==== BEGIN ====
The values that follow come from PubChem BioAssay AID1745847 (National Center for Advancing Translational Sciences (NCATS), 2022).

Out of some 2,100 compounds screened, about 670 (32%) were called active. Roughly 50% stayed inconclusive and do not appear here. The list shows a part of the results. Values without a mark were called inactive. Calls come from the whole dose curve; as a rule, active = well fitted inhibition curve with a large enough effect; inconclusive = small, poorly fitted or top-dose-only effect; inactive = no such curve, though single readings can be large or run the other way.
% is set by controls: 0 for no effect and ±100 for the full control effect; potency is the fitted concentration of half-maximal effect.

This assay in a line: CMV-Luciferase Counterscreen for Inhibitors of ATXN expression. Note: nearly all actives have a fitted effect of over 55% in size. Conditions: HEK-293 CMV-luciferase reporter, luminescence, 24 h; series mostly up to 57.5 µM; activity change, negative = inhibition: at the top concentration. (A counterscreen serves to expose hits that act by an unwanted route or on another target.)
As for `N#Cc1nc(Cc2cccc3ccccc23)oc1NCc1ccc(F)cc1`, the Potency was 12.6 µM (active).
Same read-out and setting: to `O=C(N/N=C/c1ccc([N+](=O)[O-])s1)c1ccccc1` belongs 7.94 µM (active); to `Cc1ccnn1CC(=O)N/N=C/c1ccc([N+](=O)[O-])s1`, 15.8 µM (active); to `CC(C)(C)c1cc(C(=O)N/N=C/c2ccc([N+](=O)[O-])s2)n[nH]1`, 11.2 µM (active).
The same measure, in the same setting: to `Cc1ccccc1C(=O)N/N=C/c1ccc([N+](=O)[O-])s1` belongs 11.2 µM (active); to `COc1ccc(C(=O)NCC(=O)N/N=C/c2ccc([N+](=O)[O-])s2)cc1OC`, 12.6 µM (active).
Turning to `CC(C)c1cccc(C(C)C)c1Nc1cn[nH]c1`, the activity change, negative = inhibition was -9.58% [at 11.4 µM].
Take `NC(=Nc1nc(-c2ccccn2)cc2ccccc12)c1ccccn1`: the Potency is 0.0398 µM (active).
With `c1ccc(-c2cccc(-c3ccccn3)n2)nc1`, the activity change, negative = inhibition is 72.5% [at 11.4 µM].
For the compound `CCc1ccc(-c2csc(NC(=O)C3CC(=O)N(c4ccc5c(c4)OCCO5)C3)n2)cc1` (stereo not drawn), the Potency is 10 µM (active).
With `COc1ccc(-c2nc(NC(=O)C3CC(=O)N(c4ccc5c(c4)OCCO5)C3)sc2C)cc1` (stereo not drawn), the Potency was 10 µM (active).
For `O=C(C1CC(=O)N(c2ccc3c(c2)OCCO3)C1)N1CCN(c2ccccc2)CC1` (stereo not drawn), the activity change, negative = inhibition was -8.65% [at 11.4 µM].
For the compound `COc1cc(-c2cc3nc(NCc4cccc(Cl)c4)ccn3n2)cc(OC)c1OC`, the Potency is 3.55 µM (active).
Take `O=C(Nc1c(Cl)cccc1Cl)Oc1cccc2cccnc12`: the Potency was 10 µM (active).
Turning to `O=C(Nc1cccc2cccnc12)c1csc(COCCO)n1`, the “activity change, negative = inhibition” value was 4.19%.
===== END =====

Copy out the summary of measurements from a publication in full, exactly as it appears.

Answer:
The values that follow come from PubChem BioAssay AID1745847 (National Center for Advancing Translational Sciences (NCATS), 2022).

Out of some 2,100 compounds screened, about 670 (32%) were called active. Roughly 50% stayed inconclusive and do not appear here. The list shows a part of the results. Values without a mark were called inactive. Calls come from the whole dose curve; as a rule, active = well fitted inhibition curve with a large enough effect; inconclusive = small, poorly fitted or top-dose-only effect; inactive = no such curve, though single readings can be large or run the other way.
% is set by controls: 0 for no effect and ±100 for the full control effect; potency is the fitted concentration of half-maximal effect.

This assay in a line: CMV-Luciferase Counterscreen for Inhibitors of ATXN expression. Note: nearly all actives have a fitted effect of over 55% in size. Conditions: HEK-293 CMV-luciferase reporter, luminescence, 24 h; series mostly up to 57.5 µM; activity change, negative = inhibition: at the top concentration. (A counterscreen serves to expose hits that act by an unwanted route or on another target.)
As for `N#Cc1nc(Cc2cccc3ccccc23)oc1NCc1ccc(F)cc1`, the Potency was 12.6 µM (active).
Same read-out and setting: to `O=C(N/N=C/c1ccc([N+](=O)[O-])s1)c1ccccc1` belongs 7.94 µM (active); to `Cc1ccnn1CC(=O)N/N=C/c1ccc([N+](=O)[O-])s1`, 15.8 µM (active); to `CC(C)(C)c1cc(C(=O)N/N=C/c2ccc([N+](=O)[O-])s2)n[nH]1`, 11.2 µM (active).
The same measure, in the same setting: to `Cc1ccccc1C(=O)N/N=C/c1ccc([N+](=O)[O-])s1` belongs 11.2 µM (active); to `COc1ccc(C(=O)NCC(=O)N/N=C/c2ccc([N+](=O)[O-])s2)cc1OC`, 12.6 µM (active).
Turning to `CC(C)c1cccc(C(C)C)c1Nc1cn[nH]c1`, the activity change, negative = inhibition was -9.58% [at 11.4 µM].
Take `NC(=Nc1nc(-c2ccccn2)cc2ccccc12)c1ccccn1`: the Potency is 0.0398 µM (active).
With `c1ccc(-c2cccc(-c3ccccn3)n2)nc1`, the activity change, negative = inhibition is 72.5% [at 11.4 µM].
For the compound `CCc1ccc(-c2csc(NC(=O)C3CC(=O)N(c4ccc5c(c4)OCCO5)C3)n2)cc1` (stereo not drawn), the Potency is 10 µM (active).
With `COc1ccc(-c2nc(NC(=O)C3CC(=O)N(c4ccc5c(c4)OCCO5)C3)sc2C)cc1` (stereo not drawn), the Potency was 10 µM (active).
For `O=C(C1CC(=O)N(c2ccc3c(c2)OCCO3)C1)N1CCN(c2ccccc2)CC1` (stereo not drawn), the activity change, negative = inhibition was -8.65% [at 11.4 µM].
For the compound `COc1cc(-c2cc3nc(NCc4cccc(Cl)c4)ccn3n2)cc(OC)c1OC`, the Potency is 3.55 µM (active).
Take `O=C(Nc1c(Cl)cccc1Cl)Oc1cccc2cccnc12`: the Potency was 10 µM (active).
Turning to `O=C(Nc1cccc2cccnc12)c1csc(COCCO)n1`, the “activity change, negative = inhibition” value was 4.19%.